Anonyme©Droits réservés Photo©Musée Carnavalet/Roger Viollet
One day, I walked into a saleswoman’s closet, figuratively speaking, at the Carnavalet Museum. On display until March 16, 2014 are hundreds of pieces of her clothing and her records. It is a step into the everyday world of a saleswoman’s life.
As the curator says, the collection reads like a novel. With some imagination, it could. Alice Alleaume kept all of her record books, inventory of her clothes and records when and where she bought them and wore them, the accessories and her clientele records. The Musée Carnavalet and the Palais Galliera, the City of Paris Fashion Museum, call this exhibit “Roman d’une garde-robe, le chic d’une parisienne de la Belle Epoque aux années 30” (“The Novel of a Wardrobe, The Parisian Chic from the Belle Epoque to the 1930s“).
As you enter Alice’s “closet” at Carnavalet, a mannequin is dressed in Alice’s evening dress. Timeless scarves (one could wear them today) dating from 1830s to 1870s are hanging on wood dowels, are fresh with wrinkles. The dates would correspond to her mother or sister, both of whom introduced Alice to the working world of high fashion.
Alice worked as a sales girl at the Chéruit fashion house between 1912-1923. Her records are a diary based on her sales, alterations, her comments; archives that tell a “passionate story”. The “Roman d’une garde-robe” exhibit is the history of a family, a Parisian, a lead saleswoman at a once-famous fashion house. Alice’s mother introduced her to working with high fashion. Her sister introduced her to working at the high fashion houses.
The exhibit whisks you back to a time rarely spoken of: A married, working woman with a child, part of the haute couture crowd, socially and commercially.
Usually exhibits of this kind are about women it could be hard to identify with: So high up the social ladder as to be unreachable. This is a unique exhibit and a story that covers a “dressy” era (1871-the late 1930s). With its 400 pieces, dresses, accessories, textile samples, paintings, prints, photographs, sales ledgers, manuscripts and albums, the exhibit covers the highs and lows of the neckline, waistline and hemline of labels and prêt-à-porter (ready-to-wear), of someone who loved to dress well.
I highly recommend that you take a copy of the English-language document “The novel of a wardrobe, Parisian chic from the Belle Epoque to the 1930s“. It will make this fascinating exhibit, which is in French, even more interesting.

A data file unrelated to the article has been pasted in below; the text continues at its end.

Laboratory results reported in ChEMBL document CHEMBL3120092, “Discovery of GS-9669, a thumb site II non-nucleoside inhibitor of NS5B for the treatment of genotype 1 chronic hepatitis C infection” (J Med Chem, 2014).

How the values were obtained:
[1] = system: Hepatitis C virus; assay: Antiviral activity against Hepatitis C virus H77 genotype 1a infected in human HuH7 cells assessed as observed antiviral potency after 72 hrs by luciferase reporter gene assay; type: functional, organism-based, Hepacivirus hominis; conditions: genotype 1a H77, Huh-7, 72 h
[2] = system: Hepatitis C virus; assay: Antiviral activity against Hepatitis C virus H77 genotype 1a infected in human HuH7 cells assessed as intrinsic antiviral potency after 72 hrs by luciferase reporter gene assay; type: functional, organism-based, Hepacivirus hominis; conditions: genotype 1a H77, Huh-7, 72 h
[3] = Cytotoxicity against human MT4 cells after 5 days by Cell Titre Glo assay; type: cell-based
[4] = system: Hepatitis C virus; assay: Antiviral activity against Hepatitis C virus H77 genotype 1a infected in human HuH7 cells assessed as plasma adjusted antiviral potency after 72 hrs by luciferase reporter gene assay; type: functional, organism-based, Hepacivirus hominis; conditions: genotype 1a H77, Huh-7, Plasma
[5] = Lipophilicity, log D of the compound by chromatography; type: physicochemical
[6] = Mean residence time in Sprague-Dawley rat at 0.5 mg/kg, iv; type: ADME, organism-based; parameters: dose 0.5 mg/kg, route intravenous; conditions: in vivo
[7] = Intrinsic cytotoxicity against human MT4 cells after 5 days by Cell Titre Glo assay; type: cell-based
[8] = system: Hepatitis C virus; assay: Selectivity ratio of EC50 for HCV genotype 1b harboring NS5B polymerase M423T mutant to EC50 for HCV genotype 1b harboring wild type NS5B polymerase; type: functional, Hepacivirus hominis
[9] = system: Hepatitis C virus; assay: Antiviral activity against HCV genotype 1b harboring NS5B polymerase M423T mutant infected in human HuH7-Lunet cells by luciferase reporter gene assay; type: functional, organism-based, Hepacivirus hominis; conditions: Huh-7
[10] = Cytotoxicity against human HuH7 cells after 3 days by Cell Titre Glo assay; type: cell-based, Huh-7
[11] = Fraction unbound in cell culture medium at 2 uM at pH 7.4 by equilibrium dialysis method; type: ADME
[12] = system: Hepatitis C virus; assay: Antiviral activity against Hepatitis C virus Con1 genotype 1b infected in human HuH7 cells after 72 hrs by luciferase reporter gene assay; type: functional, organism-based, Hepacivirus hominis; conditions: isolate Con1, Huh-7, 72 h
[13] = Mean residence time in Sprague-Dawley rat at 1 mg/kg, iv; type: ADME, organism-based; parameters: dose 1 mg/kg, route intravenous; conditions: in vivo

Alice Alleaume (1881-1969)’s Influences
From an early age, Alice fell under the influence of fashion and preserving records from her mother, Adèle. In one of the early display cases is her couturière en robes, an elegant red lace dress Alice wore at the age of 4.
Alice’s sister, Hortense, fourteen years her senior, stimulated an interest in high fashion. Hortense met Paul Poiret when he was a beginning designer at the House of Worth. Imagine, meeting Jean-Paul Gaultier in the Bastille, when he was barely known. Hortense worked as lead saleswoman at Worth and influenced Alice to travel to England between 1902 and 1906. In between, Alice worked at several of Paris’s leading fashion houses under the watchful eye of Hortense. Her English helped in sales to the wealthy British and other international clientele visiting Paris.
In 1911, Alice married banker/philanthropist, continued working and moved to the Chéruit fashion house in 1912. Over the span of Alice Alleaume’s career, she had over six hundred clients, including the Queen Victoria Eugenie of Spain, the Infante Beatrice of Spain, the Queen Marie of Romania, the Princess Elisabeth of Romania, the Duchess of Arion and the Duchess de Gramont.
The Palais Galliera recently acquired Alice’s wardrobe, with additional pieces from her sister and her daughter. These are the contemporary fashion worn by her older sister, Hortense, (1867-1932) head saleswoman at Worth 7, rue de la Paix, the fashion center in Paris, and their mother, Adèle-Baudron née Joly (1839-1909), a fashion seamstress. Those pieces not worn by either Alice Alleaume (1881-1969), Hortense or Adèleare are noted with the words: Ce modèle n’a pas été porté par Alice (This piece was not worn by Alice). The pieces are, however, from the same period.
CATALOGUE available in French
Le Chic d’une Parisienne de la Belle Époque aux années 30 Format: 17 x 23 cm, 224 pages VAT Price: 35 € ISBN: 978-2-7596-0229-2
Roman d’une garde-robe, le chic d’une parisienne de la Belle Epoque aux années 30 until March 16, 2014
Musée Carnavalet (Histoire de Paris)
23, rue de Sévigne 75003 Paris
Open Tuesday to Sunday 10 am to 6 pm, Closed Monday and holidays